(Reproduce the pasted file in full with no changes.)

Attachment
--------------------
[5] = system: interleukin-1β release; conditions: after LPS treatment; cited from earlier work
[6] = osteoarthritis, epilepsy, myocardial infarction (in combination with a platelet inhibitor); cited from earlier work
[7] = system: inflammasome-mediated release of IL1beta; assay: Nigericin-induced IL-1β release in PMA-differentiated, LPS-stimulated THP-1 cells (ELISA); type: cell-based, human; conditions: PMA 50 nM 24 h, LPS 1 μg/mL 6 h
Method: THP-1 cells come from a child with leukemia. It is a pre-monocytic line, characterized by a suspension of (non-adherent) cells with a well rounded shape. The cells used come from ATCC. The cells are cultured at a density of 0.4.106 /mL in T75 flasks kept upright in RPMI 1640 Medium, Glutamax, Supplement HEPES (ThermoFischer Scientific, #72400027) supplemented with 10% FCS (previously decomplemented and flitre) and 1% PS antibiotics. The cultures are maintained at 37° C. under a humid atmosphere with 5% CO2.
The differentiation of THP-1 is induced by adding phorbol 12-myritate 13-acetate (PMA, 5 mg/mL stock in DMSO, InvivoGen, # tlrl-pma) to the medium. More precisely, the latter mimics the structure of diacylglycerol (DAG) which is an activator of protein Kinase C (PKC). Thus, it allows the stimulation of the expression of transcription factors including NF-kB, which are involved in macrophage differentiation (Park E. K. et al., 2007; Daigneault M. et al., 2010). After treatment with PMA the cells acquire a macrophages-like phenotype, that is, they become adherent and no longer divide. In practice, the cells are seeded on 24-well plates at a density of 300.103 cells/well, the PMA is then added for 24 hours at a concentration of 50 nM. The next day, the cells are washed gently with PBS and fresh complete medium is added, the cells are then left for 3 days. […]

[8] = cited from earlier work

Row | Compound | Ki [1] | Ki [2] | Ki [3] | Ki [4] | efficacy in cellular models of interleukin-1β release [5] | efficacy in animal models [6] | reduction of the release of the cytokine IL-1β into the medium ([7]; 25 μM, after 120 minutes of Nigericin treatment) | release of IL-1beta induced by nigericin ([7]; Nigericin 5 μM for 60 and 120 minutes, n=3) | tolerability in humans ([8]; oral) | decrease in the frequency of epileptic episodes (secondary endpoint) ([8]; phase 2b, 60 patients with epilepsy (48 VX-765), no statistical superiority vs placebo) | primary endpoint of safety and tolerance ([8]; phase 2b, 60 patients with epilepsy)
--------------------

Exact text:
[5] = system: interleukin-1β release; conditions: after LPS treatment; cited from earlier work
[6] = osteoarthritis, epilepsy, myocardial infarction (in combination with a platelet inhibitor); cited from earlier work
[7] = system: inflammasome-mediated release of IL1beta; assay: Nigericin-induced IL-1β release in PMA-differentiated, LPS-stimulated THP-1 cells (ELISA); type: cell-based, human; conditions: PMA 50 nM 24 h, LPS 1 μg/mL 6 h
Method: THP-1 cells come from a child with leukemia. It is a pre-monocytic line, characterized by a suspension of (non-adherent) cells with a well rounded shape. The cells used come from ATCC. The cells are cultured at a density of 0.4.106 /mL in T75 flasks kept upright in RPMI 1640 Medium, Glutamax, Supplement HEPES (ThermoFischer Scientific, #72400027) supplemented with 10% FCS (previously decomplemented and flitre) and 1% PS antibiotics. The cultures are maintained at 37° C. under a humid atmosphere with 5% CO2.
The differentiation of THP-1 is induced by adding phorbol 12-myritate 13-acetate (PMA, 5 mg/mL stock in DMSO, InvivoGen, # tlrl-pma) to the medium. More precisely, the latter mimics the structure of diacylglycerol (DAG) which is an activator of protein Kinase C (PKC). Thus, it allows the stimulation of the expression of transcription factors including NF-kB, which are involved in macrophage differentiation (Park E. K. et al., 2007; Daigneault M. et al., 2010). After treatment with PMA the cells acquire a macrophages-like phenotype, that is, they become adherent and no longer divide. In practice, the cells are seeded on 24-well plates at a density of 300.103 cells/well, the PMA is then added for 24 hours at a concentration of 50 nM. The next day, the cells are washed gently with PBS and fresh complete medium is added, the cells are then left for 3 days. […]

[8] = cited from earlier work

Row | Compound | Ki [1] | Ki [2] | Ki [3] | Ki [4] | efficacy in cellular models of interleukin-1β release [5] | efficacy in animal models [6] | reduction of the release of the cytokine IL-1β into the medium ([7]; 25 μM, after 120 minutes of Nigericin treatment) | release of IL-1beta induced by nigericin ([7]; Nigericin 5 μM for 60 and 120 minutes, n=3) | tolerability in humans ([8]; oral) | decrease in the frequency of epileptic episodes (secondary endpoint) ([8]; phase 2b, 60 patients with epilepsy (48 VX-765), no statistical superiority vs placebo) | primary endpoint of safety and tolerance ([8]; phase 2b, 60 patients with epilepsy)